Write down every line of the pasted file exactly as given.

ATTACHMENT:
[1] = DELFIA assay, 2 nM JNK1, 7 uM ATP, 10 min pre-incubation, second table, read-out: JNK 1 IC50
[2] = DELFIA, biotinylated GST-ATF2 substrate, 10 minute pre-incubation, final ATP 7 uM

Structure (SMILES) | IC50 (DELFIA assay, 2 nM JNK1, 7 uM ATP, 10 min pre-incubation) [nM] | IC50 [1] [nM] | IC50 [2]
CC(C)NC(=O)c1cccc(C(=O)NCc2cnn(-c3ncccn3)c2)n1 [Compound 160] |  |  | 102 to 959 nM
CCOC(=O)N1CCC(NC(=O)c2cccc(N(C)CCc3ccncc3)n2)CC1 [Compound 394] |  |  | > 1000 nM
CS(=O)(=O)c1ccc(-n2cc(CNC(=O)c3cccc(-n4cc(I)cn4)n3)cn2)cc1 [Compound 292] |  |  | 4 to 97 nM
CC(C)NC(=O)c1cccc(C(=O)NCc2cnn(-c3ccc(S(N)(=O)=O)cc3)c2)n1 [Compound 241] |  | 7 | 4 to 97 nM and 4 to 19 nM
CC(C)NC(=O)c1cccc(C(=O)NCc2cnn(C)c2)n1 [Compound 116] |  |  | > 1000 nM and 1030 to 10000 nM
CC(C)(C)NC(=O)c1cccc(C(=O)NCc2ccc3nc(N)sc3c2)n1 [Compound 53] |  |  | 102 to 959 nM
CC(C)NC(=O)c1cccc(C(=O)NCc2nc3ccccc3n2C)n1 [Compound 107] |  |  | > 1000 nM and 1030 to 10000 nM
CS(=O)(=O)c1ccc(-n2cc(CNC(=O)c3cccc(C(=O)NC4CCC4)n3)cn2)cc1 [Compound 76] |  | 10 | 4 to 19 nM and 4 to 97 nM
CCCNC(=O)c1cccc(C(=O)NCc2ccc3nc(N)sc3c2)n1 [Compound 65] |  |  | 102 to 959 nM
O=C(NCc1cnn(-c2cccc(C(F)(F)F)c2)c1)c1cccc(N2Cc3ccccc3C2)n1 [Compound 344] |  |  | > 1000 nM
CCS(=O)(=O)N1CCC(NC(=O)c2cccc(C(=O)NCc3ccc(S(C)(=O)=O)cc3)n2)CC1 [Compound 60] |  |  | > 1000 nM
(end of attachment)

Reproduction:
[1] = DELFIA assay, 2 nM JNK1, 7 uM ATP, 10 min pre-incubation, second table, read-out: JNK 1 IC50
[2] = DELFIA, biotinylated GST-ATF2 substrate, 10 minute pre-incubation, final ATP 7 uM

Structure (SMILES) | IC50 (DELFIA assay, 2 nM JNK1, 7 uM ATP, 10 min pre-incubation) [nM] | IC50 [1] [nM] | IC50 [2]
CC(C)NC(=O)c1cccc(C(=O)NCc2cnn(-c3ncccn3)c2)n1 [Compound 160] |  |  | 102 to 959 nM
CCOC(=O)N1CCC(NC(=O)c2cccc(N(C)CCc3ccncc3)n2)CC1 [Compound 394] |  |  | > 1000 nM
CS(=O)(=O)c1ccc(-n2cc(CNC(=O)c3cccc(-n4cc(I)cn4)n3)cn2)cc1 [Compound 292] |  |  | 4 to 97 nM
CC(C)NC(=O)c1cccc(C(=O)NCc2cnn(-c3ccc(S(N)(=O)=O)cc3)c2)n1 [Compound 241] |  | 7 | 4 to 97 nM and 4 to 19 nM
CC(C)NC(=O)c1cccc(C(=O)NCc2cnn(C)c2)n1 [Compound 116] |  |  | > 1000 nM and 1030 to 10000 nM
CC(C)(C)NC(=O)c1cccc(C(=O)NCc2ccc3nc(N)sc3c2)n1 [Compound 53] |  |  | 102 to 959 nM
CC(C)NC(=O)c1cccc(C(=O)NCc2nc3ccccc3n2C)n1 [Compound 107] |  |  | > 1000 nM and 1030 to 10000 nM
CS(=O)(=O)c1ccc(-n2cc(CNC(=O)c3cccc(C(=O)NC4CCC4)n3)cn2)cc1 [Compound 76] |  | 10 | 4 to 19 nM and 4 to 97 nM
CCCNC(=O)c1cccc(C(=O)NCc2ccc3nc(N)sc3c2)n1 [Compound 65] |  |  | 102 to 959 nM
O=C(NCc1cnn(-c2cccc(C(F)(F)F)c2)c1)c1cccc(N2Cc3ccccc3C2)n1 [Compound 344] |  |  | > 1000 nM
CCS(=O)(=O)N1CCC(NC(=O)c2cccc(C(=O)NCc3ccc(S(C)(=O)=O)cc3)n2)CC1 [Compound 60] |  |  | > 1000 nM